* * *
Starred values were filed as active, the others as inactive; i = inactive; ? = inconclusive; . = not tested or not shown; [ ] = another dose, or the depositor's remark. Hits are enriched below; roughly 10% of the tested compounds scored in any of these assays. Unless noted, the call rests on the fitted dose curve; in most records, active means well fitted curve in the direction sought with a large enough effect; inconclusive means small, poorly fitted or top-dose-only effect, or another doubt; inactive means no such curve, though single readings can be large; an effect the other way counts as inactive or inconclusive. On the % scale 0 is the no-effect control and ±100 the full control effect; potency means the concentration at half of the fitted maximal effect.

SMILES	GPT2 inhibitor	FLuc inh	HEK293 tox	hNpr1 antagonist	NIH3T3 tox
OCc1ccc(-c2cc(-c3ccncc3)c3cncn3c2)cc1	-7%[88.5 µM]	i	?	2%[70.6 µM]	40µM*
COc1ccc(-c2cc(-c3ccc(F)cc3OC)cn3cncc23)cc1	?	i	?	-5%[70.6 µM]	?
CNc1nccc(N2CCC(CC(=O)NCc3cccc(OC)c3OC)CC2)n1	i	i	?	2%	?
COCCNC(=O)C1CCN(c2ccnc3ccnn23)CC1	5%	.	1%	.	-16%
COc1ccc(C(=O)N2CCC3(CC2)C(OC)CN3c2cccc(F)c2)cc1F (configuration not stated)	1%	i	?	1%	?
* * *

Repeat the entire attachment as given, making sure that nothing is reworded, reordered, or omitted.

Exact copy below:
Starred values were filed as active, the others as inactive; i = inactive; ? = inconclusive; . = not tested or not shown; [ ] = another dose, or the depositor's remark. Hits are enriched below; roughly 10% of the tested compounds scored in any of these assays. Unless noted, the call rests on the fitted dose curve; in most records, active means well fitted curve in the direction sought with a large enough effect; inconclusive means small, poorly fitted or top-dose-only effect, or another doubt; inactive means no such curve, though single readings can be large; an effect the other way counts as inactive or inconclusive. On the % scale 0 is the no-effect control and ±100 the full control effect; potency means the concentration at half of the fitted maximal effect.

SMILES	GPT2 inhibitor	FLuc inh	HEK293 tox	hNpr1 antagonist	NIH3T3 tox
OCc1ccc(-c2cc(-c3ccncc3)c3cncn3c2)cc1	-7%[88.5 µM]	i	?	2%[70.6 µM]	40µM*
COc1ccc(-c2cc(-c3ccc(F)cc3OC)cn3cncc23)cc1	?	i	?	-5%[70.6 µM]	?
CNc1nccc(N2CCC(CC(=O)NCc3cccc(OC)c3OC)CC2)n1	i	i	?	2%	?
COCCNC(=O)C1CCN(c2ccnc3ccnn23)CC1	5%	.	1%	.	-16%
COc1ccc(C(=O)N2CCC3(CC2)C(OC)CN3c2cccc(F)c2)cc1F (configuration not stated)	1%	i	?	1%	?